..."The government's definition of working poor refers to the federal poverty line. But MIT's Living Wage Calculator suggests a family needs to earn double or even triple that to afford the very basic necessities of life. The data below are for various household sizes for Rochester, New York, which is about the national average for cost of living. Annual incomes are based on average wages and 2,080 hours of work a year."..... Read the full article on The Conversation

A "breaker boy" was a coal-mining worker whose job was to separate impurities from coal by hand in a coal breaker in the United States and also in the United Kingdom. Breaker boys were primarily children. The use of breaker boys began in the mid-1860s in the United States and the United Kingdom.  Although public disapproval of the employment of children as breaker boys existed by the mid-1880s, the practice did not end until the 1920s.

Lewis Wickes Hine - (1874-1940) was an American sociologist, photographer and humanist.  He used his camera as a tool for social reform. His photographs were instrumental in changing child labor laws in the United States.
Hine began photographing subjects in New York in 1903, including, immigrants at Ellis Island, and immigrants as they settled in America. In 1909, Hine took photographs of child labor practices for the National Child Labor Committee, At the end of World War I, Hine was sent abroad by the American Red Cross to photograph relief activities. After the war, he continued to photograph the workingman and industry, such as the construction of the Empire State Building in 1931. A collection of his industrial photographs were published in 1932 in the book "Men at Work".  Read more about Lewis Wickes Hine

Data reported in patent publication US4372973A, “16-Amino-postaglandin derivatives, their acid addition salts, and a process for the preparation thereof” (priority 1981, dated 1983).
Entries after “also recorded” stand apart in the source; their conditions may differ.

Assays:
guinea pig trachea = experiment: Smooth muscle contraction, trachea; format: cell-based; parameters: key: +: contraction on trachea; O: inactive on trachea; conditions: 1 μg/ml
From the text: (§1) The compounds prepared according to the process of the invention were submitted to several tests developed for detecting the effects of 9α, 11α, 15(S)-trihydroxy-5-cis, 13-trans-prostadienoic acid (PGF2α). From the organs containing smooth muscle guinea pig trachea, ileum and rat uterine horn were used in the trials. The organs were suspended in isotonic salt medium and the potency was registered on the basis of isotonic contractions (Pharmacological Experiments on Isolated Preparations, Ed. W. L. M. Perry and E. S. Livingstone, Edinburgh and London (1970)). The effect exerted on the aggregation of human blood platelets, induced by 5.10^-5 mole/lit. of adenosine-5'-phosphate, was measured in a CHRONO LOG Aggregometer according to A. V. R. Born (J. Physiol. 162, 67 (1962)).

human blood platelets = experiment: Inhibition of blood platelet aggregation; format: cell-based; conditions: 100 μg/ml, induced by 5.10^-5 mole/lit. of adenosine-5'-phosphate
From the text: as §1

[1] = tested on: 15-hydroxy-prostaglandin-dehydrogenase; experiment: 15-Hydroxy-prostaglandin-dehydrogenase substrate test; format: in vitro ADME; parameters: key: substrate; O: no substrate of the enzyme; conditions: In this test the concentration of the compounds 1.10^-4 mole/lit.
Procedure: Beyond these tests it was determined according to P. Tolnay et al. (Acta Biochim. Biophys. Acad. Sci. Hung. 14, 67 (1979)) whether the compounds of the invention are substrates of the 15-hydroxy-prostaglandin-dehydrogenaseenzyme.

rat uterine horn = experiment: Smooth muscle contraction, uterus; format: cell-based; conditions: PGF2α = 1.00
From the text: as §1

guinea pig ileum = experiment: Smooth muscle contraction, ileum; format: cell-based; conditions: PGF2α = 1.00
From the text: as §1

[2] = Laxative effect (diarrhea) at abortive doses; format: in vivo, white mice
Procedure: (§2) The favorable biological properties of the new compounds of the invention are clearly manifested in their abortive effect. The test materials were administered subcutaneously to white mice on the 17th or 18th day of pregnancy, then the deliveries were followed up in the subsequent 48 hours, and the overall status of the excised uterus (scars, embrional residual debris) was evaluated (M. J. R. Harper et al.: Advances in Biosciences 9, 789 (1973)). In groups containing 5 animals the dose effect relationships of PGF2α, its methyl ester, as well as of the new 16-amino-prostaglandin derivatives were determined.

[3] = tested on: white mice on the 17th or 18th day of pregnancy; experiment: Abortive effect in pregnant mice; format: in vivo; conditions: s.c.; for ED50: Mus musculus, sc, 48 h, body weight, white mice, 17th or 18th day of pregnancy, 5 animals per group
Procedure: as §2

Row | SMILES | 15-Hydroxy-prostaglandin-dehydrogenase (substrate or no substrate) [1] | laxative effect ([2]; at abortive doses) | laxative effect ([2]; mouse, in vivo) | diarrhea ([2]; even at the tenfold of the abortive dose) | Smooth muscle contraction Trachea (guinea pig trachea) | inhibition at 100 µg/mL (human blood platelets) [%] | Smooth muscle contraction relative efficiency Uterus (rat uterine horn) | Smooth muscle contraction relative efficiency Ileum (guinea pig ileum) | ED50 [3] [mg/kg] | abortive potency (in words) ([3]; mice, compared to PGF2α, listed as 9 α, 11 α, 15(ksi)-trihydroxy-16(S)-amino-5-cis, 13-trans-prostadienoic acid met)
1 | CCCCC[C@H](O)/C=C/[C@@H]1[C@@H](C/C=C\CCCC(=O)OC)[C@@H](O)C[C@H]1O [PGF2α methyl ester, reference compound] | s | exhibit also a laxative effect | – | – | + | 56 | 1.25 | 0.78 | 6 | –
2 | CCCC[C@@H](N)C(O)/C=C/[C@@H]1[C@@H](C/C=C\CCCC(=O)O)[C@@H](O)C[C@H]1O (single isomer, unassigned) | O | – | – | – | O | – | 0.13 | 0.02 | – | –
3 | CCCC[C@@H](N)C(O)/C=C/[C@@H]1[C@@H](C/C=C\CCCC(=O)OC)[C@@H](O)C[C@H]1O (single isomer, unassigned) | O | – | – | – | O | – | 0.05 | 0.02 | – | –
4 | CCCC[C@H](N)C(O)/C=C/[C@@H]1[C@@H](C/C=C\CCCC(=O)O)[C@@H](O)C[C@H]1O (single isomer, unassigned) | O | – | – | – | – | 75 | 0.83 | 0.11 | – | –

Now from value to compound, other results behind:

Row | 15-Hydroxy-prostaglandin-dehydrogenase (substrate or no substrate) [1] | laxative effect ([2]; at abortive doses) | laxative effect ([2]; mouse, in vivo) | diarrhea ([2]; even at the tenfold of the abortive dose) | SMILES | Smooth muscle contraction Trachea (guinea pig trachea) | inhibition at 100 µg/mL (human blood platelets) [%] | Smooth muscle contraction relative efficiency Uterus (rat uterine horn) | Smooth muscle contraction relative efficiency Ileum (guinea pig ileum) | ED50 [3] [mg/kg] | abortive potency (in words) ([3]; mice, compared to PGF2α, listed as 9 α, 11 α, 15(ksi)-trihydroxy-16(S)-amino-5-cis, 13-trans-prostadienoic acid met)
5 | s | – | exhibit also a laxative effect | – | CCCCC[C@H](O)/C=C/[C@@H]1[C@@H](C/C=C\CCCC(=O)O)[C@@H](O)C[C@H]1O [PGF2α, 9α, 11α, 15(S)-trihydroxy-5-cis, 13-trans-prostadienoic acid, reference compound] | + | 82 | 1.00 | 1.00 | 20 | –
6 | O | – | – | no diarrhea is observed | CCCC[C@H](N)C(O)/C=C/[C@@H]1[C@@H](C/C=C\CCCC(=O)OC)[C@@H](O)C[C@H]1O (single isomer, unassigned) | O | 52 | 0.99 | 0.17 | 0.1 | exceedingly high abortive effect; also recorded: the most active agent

Credit: National Archives

The bill-signing ceremony, took place at the Truman Library in honor of former President Harry S. Truman, who had first proposed national health insurance in 1945. The former President was enrolled as Medicare’s first beneficiary and received the first Medicare card.
For 50 years, these programs have been protecting the health and well-being of millions of American families, saving lives, and improving the economic security of the nation.

A handful of powerful companies control the majority market share of almost 80% of dozens of grocery items bought regularly by ordinary Americans, new analysis reveals.

A joint investigation by the Guardian and Food and Water Watch found that consumer choice is largely an illusion – despite supermarket shelves and fridges brimming with different brands. Read Full Article